Stories of the Voyage (Yuǎnyáng yì shì, 1986), Women Soldiers in the Long March (Mǎtí shēng suì, 1987), The Boxer (Quánjí shǒu, 1988), Chatterbox (Zá zuǐzi, 1993), Family Scandal (Jiāchǒu, 1994, co-directed with Cui Xiaoqin), Family Problems (Jiāshì, 1996), The Mountain Has No Words (Dàshān wú yán, 2005), Uptown Girl and Donetown Girl (Xiǎotián jìn chéng, 2008), Red Flowers and Green Leaves (Hónghuā lǜyè, 2019, co-directed with Hu Weijie).


Red Flowers and Green Leaves (Hónghuā lǜyè, 2019).

The soul of Himalaya

The Soul of Himalaya

喜马拉雅之灵 Xǐmǎlāyǎ zhī líng (The spirit of the Himalayas)

by Zeng Yunhui, 2017, running time 109'.


Screenplay: Wang Fei, Zeng Yunhui. Cinematography: Zeng Yunhui. Music: Ricky Ho. Producer: Lin Yong, Shi Yuzhen, Yang Yunfei, Chen Ying. Starring: Phurbu Tsering, Lhak Chong, Shaijikanbin Arbo.


Epic drama set in the background of the Tibetan plateau. To save his tribe from extinction, the warrior Lendon ventures in search of the Source of Life.

This epic drama is set in the 8th century and features the Bogar tribe, ethnic Lhoba Tani, living in the forests of the Tibetan plateau. Various calamities have brought the tribe to the brink of extinction and the main character, the warrior Lendon, tries to prevent their forthcoming end by finding the Fountain of Life. The making of the film required great passion and tenacity over the three years of production, made difficult by filming in remote locations and at very high altitudes. All the roles, except for the main characters, are played by authentic Lhobas who in real life are shepherds, farmers or hunters. First-time director Zeng Yunhui emphasised that the narrative combines fictional elements and authentic experiences that the small local community shared with him. The film, in addition to its beautiful images, offers a rare glimpse on the ancestral features of Tibetan culture that is disappearing in the face of the encroaching contemporary world.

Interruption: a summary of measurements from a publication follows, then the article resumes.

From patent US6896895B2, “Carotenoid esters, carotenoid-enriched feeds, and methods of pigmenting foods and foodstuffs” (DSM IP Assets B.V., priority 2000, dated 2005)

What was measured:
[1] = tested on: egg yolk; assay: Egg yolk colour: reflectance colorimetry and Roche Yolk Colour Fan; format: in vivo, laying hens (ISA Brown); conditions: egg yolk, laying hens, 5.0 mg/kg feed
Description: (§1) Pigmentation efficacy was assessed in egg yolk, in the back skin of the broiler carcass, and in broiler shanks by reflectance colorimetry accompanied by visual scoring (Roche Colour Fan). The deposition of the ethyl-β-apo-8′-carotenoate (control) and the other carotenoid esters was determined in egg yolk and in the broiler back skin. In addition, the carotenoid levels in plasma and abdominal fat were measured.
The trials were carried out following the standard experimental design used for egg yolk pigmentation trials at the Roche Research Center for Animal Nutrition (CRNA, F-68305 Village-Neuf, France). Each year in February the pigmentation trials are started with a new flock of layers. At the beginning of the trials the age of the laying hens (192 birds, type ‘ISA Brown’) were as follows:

Zeng Yunhui

Zeng Yunhui made his feature film debut with The Soul of Himalaya, which was shot in Tibetan remote and arduous locations with members of the Lhoba Tani ethnic group. Zeng also handled the cinematography for his debut, which had its world premiere at the 2017 Shanghai Film Festival.


The Soul of Himalaya (Xǐmǎlāyǎ zhī líng, 2017).

Ala Changso

阿拉姜色 Ālā jiāng sè (Drink this good wine),

by Sonthar Gyal, 2018, running time 115'.


Screenplay: Tashi Dawa, Sonthar Gyal. Cinematography: Wang Weihua. Editing: Sangdak Jyab, Tsering Wangshug. Music: Yang Yong. Producer: Liang Zonghao, Sonthar Gyal, Du Qingchun, Liao Xi. Starring: Yungdrung Gyal, Nyima Sungsung, Sechok Gyal, Jinpa, Guru Tsedan, Zhang Wenqing.


A young Tibetan woman finds herself seriously ill and decides to undertake a pilgrimage to Lhasa. An initiatory and spiritual journey steeped in humanity.

"Ala Changso" is a traditional Tibetan drinking song, inviting people to share good wine, which is part of a key moment in the film. The protagonist, Drolma, undertakes the long and arduous Buddhist pilgrimage to Lhasa, despite her serious illness. After the escape of the two bearers who were accompanying her, the husband Dorje joins her to provide support on the way, together with Drolma's first-born son Norbu, a difficult child who has been brought up by his maternal grandparents. Unfortunately, the aggravation of her illness does not allow the woman to reach her destination. After her death, and after the funeral rites, Dorje and Norbu continue their journey together towards Lhasa, and the route becomes an initiatory path that will bring the two closer together. The director focuses on the protagonists rather than on the obvious magnificence of the landscapes, recounting with feeling and delicacy a story linked to family, spirituality and death.